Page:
Fall quarter can bring with it many great experiences: the motivation of a new year of classes, the excitement for dining hall food that you can still stand to eat (for now) and of course, the Stanford Marriage Pact.
Every year, around November, a survey promises to help Stanford students meet their match. After filling out questions about their interests, values and future goals, each student is paired with someone else who completed the form in a complementary way. Along with about 4,000 other students who participated this year, I got lost in the fun of filling out the form and awaiting my results. However, it was only after the whole ordeal was done that I started thinking about how easily I shared so much personal information with an anonymous source, not giving it a second thought.
Last year I took CS 181: Computer Science, Ethics, and Policy, which explored the implications of technology creation and use. In the span of ten weeks, we discussed topics ranging from autonomous vehicles to social media echo-chambers to facial recognition. One of our units focused on data privacy and the limitations that exist in our current approach to the subject. By the end of the class, I was overwhelmed at the details I had overlooked in my daily practices, such as clicking “accept” without reading a privacy notice or continuously giving an app or website information about my interests in order to customize my experience.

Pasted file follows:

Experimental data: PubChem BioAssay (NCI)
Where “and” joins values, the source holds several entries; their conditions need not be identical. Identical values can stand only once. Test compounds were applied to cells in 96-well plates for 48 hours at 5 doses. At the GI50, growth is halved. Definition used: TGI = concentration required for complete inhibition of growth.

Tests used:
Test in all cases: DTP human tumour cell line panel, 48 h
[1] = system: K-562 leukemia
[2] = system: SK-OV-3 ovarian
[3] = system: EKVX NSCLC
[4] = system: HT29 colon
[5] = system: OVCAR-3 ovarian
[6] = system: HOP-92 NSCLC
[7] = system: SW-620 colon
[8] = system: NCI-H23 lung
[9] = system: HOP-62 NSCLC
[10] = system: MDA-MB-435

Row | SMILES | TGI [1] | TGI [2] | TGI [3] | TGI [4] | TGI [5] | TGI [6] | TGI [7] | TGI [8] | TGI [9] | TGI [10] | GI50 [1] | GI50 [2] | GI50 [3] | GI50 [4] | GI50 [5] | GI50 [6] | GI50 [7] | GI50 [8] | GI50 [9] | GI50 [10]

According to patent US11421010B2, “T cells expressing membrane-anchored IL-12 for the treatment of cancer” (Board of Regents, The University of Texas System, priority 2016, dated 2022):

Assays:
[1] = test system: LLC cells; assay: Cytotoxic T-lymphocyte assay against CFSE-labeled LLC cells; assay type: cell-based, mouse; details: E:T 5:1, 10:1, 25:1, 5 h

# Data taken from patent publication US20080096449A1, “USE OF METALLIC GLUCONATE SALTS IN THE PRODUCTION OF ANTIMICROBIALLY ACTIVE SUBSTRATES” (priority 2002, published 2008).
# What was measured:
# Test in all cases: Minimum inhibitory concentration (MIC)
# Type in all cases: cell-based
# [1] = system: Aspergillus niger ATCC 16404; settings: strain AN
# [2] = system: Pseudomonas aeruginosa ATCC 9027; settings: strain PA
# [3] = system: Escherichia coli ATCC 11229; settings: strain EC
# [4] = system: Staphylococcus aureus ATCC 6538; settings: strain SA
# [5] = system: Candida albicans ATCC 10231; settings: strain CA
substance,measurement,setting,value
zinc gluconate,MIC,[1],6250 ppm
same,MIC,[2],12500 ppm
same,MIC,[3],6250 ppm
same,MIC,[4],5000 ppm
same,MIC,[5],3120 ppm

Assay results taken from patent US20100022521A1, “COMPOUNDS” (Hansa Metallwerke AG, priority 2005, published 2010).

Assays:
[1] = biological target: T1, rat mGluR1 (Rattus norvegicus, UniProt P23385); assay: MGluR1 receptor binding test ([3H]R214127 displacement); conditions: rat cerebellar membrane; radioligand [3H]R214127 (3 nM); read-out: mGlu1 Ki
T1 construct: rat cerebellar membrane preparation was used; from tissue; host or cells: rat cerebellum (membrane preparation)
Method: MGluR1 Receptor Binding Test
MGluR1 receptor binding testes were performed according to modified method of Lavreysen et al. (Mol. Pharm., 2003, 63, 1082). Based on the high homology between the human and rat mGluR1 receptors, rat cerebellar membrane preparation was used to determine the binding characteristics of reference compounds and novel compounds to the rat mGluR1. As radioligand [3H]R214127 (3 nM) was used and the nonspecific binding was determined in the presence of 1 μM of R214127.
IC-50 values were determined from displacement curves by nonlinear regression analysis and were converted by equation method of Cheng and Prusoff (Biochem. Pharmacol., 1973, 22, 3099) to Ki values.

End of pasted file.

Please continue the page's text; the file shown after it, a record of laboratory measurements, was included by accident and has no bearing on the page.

At first, I thought my lack of thought to these challenges was simply my own obliviousness. It was only after the class that I realized that each of us are constantly putting our data out into the world with sometimes little thought and, even worse, that there are few ways to prevent doing so in the digital age.
When we unlock our phones, we are giving companies data about our facial features. When we watch videos or shop on Amazon, we are providing data on our interests and needs as consumers. When we share a post on Facebook, we are establishing what types of views we endorse or object to. In the above-mentioned cases, we often argue that we are volunteering our data to improve our own user experience. However, do we really have a choice?
Even if I tell myself that I will read privacy agreements in 2020, reading confusing jargon will not improve my choices of either accepting the conditions and using the app or refusing and not getting what I want. The reality is that we are not going to boycott the Internet, and without changing our approach to privacy, we will continue providing endless information about our personal lives to a wide array of sources.
Instead, in both official and unofficial spaces, we need to start having conversations about how to protect ourselves in the ever-more-complicated digital world. Truly having the freedom to use technology at will begins with being aware of the choices that we have in order to create the best and safest user experience. Large-scale privacy issues exist, but we — as individuals — need to be equipped to combat them.
Contact Trisha Kulkarni at trishak8 ‘at’ stanford.edu.